Bitcoin & Data Science
Bitcoin proponents often debate whether or not Bitcoin banking is a good idea. In many ways, the ability to directly send value across the world instantly with a very low fee (at least for now) makes banking and many financial services as we know them obsolete. But before the rise of fiat currencies, banks served much simpler roles – to custody and to lend money. For most of recorded human history, gold was used as the final settlement layer for the world’s monetary system. Trade could be done with paper currencies which were easier to transport and verify the integrity of, but could always be redeemed for the gold backing it if desired. Typically this would be done between banks and governments to settle the balance sheets after having done commerce for some period of time.
In today’s financial system, there is no gold (or any hard assets) backing our money. Paper notes make up a small percentage of money in existence, but that amount is dwarfed by the digital money held by ultimately held by banks around the world. There is a high degree of trust involved in this kind of a system compared to a hard money system, where the assets can be verified and counted by anyone physically in their presence. One of the primary complaints from Bitcoin and Gold proponents about the fiat monetary system we live in is the effects of fractional reserve banking. The graph below shows how different rates of reserve banking expand a $100 deposit by lending out more than the deposit itself. The lower the reserve rate, the more they can lend in addition to the deposit.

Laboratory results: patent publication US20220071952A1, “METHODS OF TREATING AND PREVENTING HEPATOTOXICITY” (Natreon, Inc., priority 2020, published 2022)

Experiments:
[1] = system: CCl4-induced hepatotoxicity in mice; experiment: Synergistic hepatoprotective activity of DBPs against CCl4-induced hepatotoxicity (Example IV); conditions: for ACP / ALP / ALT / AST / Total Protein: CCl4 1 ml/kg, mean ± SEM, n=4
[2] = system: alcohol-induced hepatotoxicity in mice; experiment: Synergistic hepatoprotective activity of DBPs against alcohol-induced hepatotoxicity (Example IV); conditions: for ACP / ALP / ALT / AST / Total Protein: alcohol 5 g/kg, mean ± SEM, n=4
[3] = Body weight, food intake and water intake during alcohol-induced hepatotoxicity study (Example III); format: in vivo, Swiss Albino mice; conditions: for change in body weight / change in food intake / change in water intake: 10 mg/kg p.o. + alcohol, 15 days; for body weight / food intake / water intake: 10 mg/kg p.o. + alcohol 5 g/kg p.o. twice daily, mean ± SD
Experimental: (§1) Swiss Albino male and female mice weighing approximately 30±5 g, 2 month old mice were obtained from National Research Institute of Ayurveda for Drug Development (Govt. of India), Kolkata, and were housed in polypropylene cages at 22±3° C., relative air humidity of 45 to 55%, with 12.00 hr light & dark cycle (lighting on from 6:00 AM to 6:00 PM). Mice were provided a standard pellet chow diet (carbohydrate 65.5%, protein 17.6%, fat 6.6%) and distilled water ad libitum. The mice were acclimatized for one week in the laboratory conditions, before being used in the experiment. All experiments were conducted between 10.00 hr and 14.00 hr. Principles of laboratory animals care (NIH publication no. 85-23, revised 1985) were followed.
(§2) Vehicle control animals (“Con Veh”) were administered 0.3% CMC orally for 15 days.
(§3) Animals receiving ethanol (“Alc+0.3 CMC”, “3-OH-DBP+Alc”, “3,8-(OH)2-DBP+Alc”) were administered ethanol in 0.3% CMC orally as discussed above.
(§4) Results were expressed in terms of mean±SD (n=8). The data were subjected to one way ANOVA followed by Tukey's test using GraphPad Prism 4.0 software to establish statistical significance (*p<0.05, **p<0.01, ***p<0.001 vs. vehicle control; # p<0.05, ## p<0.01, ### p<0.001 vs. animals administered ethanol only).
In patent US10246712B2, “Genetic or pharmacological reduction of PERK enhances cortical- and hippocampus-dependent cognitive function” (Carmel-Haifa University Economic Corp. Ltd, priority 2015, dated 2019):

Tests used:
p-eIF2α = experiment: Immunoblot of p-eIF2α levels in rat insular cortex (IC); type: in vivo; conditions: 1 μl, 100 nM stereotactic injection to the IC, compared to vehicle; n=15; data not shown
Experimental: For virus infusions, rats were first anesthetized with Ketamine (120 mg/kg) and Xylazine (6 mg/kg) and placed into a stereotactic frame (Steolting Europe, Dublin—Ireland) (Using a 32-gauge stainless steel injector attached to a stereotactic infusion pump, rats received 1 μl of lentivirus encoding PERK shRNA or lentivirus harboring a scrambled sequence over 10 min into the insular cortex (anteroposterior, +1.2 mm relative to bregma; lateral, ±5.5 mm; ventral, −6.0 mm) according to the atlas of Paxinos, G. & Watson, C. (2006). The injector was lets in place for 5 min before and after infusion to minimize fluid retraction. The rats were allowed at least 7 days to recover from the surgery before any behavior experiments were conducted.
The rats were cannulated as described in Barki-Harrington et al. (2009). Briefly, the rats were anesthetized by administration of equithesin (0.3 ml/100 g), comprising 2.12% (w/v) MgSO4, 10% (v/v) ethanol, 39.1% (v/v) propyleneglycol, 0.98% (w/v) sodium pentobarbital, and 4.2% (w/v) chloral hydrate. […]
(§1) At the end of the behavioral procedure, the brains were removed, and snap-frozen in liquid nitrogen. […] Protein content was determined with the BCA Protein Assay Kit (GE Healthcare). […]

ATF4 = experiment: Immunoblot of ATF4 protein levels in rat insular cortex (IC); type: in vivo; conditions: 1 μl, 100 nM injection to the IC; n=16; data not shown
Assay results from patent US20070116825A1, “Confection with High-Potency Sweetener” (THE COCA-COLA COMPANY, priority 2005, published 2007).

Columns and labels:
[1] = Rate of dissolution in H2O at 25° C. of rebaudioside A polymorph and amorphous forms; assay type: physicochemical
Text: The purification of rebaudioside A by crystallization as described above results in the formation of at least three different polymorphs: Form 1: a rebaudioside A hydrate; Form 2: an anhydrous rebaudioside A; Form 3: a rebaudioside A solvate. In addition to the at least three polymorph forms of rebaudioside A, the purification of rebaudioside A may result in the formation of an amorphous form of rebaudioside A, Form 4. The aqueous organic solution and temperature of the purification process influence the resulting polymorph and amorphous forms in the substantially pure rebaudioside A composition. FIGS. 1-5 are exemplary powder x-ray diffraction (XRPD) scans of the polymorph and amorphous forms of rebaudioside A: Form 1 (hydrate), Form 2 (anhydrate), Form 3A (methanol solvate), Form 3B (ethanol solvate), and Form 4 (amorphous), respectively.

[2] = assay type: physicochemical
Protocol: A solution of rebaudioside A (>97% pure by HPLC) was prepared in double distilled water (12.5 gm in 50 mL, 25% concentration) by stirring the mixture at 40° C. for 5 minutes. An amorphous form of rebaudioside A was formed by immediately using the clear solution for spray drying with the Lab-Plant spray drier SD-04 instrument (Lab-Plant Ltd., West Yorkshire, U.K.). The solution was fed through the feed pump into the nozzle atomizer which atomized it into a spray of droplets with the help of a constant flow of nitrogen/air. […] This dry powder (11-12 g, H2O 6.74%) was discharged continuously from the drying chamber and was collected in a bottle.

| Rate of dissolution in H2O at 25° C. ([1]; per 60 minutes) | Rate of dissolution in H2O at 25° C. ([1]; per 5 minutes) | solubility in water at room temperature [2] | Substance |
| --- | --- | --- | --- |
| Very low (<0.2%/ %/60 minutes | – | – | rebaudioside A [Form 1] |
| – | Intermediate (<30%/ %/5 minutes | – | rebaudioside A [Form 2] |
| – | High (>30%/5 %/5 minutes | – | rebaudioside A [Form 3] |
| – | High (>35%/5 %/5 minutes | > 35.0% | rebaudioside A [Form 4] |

In a Bitcoin financial system, the ease of verifying a bank’s reserves is shockingly easy. Bitcoin allows for the owner of a UTXO to sign a digital signature verifying they have control of the funds. without actually spending any of the funds. Over the last two years, an idea has been floating around that Bitcoin banks and financial service providers can in fact verify their entire set of UTXOs in one large digital signature in a so called Proof of Reserves.
In particular, this idea has been championed by Coinmetrics founder and Bitcoin journalist Nic Carter. He outlines one of his main arguments for Proof of Reserves here: “a banking system built atop Bitcoin is one in which federal depository insurance is impossible. Many believe this is a bug, but in my view it is a powerful feature. The FDIC is a lever of state control that has historically been used to weaponize the banking sector against lawful but disfavored industries. Additionally, guaranteeing bank deposits (and implicitly, the entire banking system) eliminates a market feedback mechanism and homogenizes the industry.” – Nic Carter
So far only a few Bitcoin exchanges have implemented a Proof of Reserves policy, most notably Kraken. But if more clients demand from exchanges and Bitcoin banks that they show they have the Bitcoin they are lending out, we will undoubtedly see it become more commonplace.